I have watched a few movies during this time, just to unwind. (Watching both Piku and Tanu Weds Manu Returns in the theatre was great, and I cannot recommend the former enough.) Out of them, a few were movies that were decent enough, but didn't make me feel compelled to write about them. But there were a couple that were really, really nice, and worth finding the energy to review. 

3 June 2015

A Recommendation

This is not something I usually do - recommend a book without having read it, but I have read their first book - RD Burman - The Man, The Music (Anirudha Bhattacharjee and Balaji Vittal) - a well-researched, well-written book that deservedly won a National Award, and enjoyed it very much. 

23 March 2015

Ijaazat (1987)

1987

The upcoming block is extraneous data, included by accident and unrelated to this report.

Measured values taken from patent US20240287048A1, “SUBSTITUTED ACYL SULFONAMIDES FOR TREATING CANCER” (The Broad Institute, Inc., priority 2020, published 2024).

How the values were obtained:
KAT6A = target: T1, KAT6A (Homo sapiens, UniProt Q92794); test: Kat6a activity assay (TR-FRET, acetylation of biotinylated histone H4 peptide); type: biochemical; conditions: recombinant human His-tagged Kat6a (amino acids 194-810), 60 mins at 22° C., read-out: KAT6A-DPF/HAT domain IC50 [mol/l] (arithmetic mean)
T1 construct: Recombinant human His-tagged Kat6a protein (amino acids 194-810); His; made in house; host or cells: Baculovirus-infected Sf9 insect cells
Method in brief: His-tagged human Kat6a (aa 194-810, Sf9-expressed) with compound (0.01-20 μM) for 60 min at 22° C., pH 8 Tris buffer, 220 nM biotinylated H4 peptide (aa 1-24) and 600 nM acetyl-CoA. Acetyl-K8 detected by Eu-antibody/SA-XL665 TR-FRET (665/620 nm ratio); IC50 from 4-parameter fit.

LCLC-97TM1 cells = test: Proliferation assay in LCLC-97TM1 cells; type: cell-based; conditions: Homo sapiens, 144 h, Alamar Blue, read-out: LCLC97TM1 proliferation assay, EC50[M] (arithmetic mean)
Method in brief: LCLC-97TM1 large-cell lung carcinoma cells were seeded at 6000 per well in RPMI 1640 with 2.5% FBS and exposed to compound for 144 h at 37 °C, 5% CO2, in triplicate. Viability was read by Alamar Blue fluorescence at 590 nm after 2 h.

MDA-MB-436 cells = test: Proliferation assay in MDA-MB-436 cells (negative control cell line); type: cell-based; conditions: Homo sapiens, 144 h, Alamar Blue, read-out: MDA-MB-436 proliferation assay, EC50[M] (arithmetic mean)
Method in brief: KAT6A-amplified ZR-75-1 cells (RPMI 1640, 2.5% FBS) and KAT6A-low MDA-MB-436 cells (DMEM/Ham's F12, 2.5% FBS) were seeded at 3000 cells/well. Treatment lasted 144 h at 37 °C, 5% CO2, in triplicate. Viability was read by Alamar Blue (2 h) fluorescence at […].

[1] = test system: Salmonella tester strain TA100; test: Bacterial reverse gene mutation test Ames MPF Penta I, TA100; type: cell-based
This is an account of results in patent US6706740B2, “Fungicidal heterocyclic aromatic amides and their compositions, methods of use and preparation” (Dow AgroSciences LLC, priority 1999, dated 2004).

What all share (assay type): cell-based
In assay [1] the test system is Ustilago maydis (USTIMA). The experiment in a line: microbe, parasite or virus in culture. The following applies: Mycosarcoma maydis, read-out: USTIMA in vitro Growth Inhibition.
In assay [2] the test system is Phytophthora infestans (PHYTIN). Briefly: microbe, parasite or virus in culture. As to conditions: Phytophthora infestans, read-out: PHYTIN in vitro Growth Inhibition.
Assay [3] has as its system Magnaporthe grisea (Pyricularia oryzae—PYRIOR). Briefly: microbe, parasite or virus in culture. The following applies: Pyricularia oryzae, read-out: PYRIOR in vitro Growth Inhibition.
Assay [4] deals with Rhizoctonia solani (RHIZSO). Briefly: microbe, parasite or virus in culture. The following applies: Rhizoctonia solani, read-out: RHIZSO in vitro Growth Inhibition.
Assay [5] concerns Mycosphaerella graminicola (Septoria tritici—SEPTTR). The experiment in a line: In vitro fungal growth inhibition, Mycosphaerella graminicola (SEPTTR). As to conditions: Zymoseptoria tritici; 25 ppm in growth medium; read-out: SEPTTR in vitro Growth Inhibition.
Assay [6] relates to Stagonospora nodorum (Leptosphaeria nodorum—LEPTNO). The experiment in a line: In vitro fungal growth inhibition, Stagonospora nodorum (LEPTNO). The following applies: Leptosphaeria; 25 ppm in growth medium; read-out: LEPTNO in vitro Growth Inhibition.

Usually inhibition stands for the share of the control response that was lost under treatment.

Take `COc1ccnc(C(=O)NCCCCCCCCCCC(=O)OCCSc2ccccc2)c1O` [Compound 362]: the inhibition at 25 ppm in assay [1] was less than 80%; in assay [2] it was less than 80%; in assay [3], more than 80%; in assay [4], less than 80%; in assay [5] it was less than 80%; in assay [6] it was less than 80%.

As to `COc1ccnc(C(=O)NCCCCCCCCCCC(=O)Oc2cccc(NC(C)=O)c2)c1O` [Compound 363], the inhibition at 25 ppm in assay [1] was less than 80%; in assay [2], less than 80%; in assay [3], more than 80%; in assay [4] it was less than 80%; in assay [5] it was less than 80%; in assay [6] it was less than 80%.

Directed by: Gulzar
Music: RD Burman
Lyrics: Gulzar
Starring: Rekha, Naseeruddin Shah, Anuradha Patel, 
Shammi Kapoor, Shashi Kapoor, 
Sulabha Deshpande, Dina Pathak
Over the weekend, while we were driving, my husband played The Kronos Quartet - Songs from RD Burman's Bollywood. One of the songs they picked for this particular album was Mera kuch samaan (Asha re-rendering the song), one of my favourite songs, all the more touching for the matter-of-fact-ness of the singer's heartbreak. That brought to mind the movie it was taken from - a story of marriage and extra-marital relationships, told, unusually enough, from the viewpoint of all three of its protagonists. It is a tale of missed opportunities and regrets over paths not taken, of loving and losing someone, and how ex-lovers sometimes cross paths in ways not imagined - with consequences not quite expected. I'd liked it very much when I first saw it, but that was many many years ago, and I wondered whether it would stand a second watch.

16 March 2015